Worthy aspiration: JPMorgan’s Stephen Walters.Have political leaders ever run a campaign calling for slower economic growth? That’s one question that sprang to mind at Sydney’s G20 summit last weekend as journalists repeatedly asked finance ministers and central bankers about ”soft targets”, ”hard targets” and ”tangible targets”.
The focus on growth targets was, of course, a key part of the recently installed federal government’s push to nail down the economic leaders to what Treasurer Joe Hockey hopes would be a concrete agenda.
After the lack of any progress at the annual forum in St Petersburg last year, and with the final communique running to almost 30 pages, there was a general desire to bring the gathering back to its roots of focusing on economic co-operation and goals.
Yet, after what was seen as a win for the Treasurer in including a specific target in the (thankfully, only two-page-long) communique, was anything truly achieved at what has been described as just another international talkfest?
First, economists are quick to point out that having a target, in itself, is a win for Australia’s presidency of the G20 this year. Past summits have been a lot more vague and, as such, a specific figure is a ”worthy aspiration” for a group of nations that control more than 80 per cent of the world’s economy, JPMorgan’s chief economist for Australia Stephen Walters said.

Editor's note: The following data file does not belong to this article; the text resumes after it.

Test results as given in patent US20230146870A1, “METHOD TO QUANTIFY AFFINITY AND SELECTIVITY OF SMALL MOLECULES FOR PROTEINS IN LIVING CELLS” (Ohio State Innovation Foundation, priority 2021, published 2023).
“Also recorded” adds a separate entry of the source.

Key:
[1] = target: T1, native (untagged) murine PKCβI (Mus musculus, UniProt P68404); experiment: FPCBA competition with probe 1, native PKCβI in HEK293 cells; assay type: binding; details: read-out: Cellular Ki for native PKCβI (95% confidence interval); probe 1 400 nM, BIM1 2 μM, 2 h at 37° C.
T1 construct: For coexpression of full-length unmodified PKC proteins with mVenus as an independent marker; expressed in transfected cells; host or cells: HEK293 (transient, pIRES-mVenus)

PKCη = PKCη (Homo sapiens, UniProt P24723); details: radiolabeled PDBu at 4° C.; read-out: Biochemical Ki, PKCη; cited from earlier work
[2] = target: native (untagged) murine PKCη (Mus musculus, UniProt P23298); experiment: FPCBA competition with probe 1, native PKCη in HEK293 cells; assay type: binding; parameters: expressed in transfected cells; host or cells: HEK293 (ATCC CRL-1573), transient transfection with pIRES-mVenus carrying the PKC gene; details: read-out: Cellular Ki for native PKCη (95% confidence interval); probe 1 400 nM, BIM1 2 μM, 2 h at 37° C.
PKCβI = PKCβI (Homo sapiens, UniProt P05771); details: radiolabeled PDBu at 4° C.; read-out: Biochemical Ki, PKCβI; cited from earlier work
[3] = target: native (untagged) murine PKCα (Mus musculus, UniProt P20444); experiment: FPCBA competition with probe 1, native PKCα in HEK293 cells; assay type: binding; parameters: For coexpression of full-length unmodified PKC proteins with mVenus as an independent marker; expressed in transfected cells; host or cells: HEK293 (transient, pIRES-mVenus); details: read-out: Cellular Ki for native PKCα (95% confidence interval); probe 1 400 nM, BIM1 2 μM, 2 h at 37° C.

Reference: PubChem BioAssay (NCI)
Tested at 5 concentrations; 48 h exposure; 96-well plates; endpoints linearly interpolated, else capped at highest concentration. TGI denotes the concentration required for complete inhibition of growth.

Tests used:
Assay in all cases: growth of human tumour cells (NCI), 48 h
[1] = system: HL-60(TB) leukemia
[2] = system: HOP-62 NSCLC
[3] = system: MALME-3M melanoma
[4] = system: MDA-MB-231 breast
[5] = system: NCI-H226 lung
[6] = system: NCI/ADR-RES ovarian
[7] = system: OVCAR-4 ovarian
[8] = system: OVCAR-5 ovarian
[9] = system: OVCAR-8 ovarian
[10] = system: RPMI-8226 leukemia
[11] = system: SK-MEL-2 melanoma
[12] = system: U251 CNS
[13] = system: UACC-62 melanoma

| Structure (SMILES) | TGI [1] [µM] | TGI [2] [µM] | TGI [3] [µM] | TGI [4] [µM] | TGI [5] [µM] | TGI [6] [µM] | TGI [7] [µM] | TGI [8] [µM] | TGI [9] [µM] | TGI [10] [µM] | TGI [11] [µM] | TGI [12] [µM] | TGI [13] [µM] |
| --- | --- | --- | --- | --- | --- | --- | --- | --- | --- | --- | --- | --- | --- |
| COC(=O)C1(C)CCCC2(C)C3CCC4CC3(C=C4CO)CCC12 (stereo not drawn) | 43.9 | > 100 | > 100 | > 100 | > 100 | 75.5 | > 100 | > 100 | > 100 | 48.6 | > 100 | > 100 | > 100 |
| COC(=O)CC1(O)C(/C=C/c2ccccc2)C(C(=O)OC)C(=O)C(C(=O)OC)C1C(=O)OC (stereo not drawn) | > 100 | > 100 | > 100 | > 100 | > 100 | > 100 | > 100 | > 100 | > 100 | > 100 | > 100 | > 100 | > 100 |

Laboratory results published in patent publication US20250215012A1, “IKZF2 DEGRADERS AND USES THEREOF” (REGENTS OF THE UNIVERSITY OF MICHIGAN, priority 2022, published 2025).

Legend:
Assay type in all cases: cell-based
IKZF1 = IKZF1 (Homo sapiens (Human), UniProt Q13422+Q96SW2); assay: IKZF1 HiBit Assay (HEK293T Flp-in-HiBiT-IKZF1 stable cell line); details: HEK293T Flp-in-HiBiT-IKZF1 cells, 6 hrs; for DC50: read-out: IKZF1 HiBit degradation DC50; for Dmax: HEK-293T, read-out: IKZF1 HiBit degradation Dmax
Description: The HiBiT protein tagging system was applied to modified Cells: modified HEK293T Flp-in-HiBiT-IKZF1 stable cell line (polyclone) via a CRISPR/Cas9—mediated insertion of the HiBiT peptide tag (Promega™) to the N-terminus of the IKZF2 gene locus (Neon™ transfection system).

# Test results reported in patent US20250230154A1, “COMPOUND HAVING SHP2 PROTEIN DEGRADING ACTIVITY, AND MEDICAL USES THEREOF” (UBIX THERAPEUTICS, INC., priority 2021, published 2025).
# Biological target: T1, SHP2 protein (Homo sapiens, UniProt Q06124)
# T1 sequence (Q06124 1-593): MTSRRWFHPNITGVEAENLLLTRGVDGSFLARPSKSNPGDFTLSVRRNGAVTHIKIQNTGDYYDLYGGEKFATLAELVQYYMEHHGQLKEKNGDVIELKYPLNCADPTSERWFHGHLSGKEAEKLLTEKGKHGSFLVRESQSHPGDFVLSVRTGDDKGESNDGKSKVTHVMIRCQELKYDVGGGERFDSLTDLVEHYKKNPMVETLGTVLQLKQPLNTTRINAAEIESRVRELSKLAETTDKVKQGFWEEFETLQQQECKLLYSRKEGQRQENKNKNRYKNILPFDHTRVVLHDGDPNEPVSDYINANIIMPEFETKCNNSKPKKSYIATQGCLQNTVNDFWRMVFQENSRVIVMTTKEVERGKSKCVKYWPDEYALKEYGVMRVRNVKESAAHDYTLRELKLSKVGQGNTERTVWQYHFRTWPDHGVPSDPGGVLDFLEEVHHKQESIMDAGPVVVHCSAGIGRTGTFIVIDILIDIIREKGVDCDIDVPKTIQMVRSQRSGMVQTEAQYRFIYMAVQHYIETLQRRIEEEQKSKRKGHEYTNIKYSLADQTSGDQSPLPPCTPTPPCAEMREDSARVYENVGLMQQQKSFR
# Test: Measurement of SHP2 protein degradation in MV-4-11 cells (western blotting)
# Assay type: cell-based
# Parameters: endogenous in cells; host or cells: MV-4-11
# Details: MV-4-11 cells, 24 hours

But questions remain about how much action will result from a non-binding agreement, and how any progress will be measured.
”You mean they really weren’t trying before?” quips National Australia Bank chief economist Alan Oster.
”I haven’t changed my growth forecasts. It’s easy to say, ‘Let’s grow faster’, but the question is how. That’s the problem I have with it and that was what I was expecting all the way along.”
For Mr Walters, it is a question of how any such growth could and would be measured, and whether, come November, the participating countries would even remember they had signed up to the voluntary target.
”What would growth have been without the agreement?” Mr Walters asked. ”Measuring is going to be extremely hard and domestic politics will always kick in.”
The communique touched on structural reform, such as through lifting employment and participation, and enhancing trade and promoting competition. But again, these are standard goals to which any politician aspiring for higher office would subscribe.
Even less tangible was the communique’s two paragraphs on how monetary policy would be ”carefully calibrated and clearly communicated” – a nod to emerging nations’ gripes that the wind-back of developed countries’ stimulus programs (read United States) was causing economic and market volatility.
As analysts readily point out, central banks’ mandates are domestically focused, and their governors would be remiss to place the concerns of other countries above their own.
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